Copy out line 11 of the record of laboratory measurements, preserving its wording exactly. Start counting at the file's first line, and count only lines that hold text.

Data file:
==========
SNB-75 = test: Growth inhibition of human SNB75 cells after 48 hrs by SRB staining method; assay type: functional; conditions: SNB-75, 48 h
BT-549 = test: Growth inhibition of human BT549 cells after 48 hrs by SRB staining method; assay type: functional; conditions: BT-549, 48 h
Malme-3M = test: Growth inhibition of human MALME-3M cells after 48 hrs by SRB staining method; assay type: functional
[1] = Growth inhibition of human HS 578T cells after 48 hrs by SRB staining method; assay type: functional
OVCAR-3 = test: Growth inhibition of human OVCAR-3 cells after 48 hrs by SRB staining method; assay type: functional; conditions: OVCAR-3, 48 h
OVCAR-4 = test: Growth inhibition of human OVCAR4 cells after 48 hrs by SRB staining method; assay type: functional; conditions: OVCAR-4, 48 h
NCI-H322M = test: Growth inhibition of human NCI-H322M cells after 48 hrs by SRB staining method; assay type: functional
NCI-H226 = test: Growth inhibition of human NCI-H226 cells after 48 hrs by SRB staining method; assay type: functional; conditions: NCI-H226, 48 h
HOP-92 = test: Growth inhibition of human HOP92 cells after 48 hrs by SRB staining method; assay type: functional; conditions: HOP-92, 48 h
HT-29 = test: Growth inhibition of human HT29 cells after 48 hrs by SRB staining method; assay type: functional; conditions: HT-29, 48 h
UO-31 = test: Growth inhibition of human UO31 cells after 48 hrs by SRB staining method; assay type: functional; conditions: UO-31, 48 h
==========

UO-31 = test: Growth inhibition of human UO31 cells after 48 hrs by SRB staining method; assay type: functional; conditions: UO-31, 48 h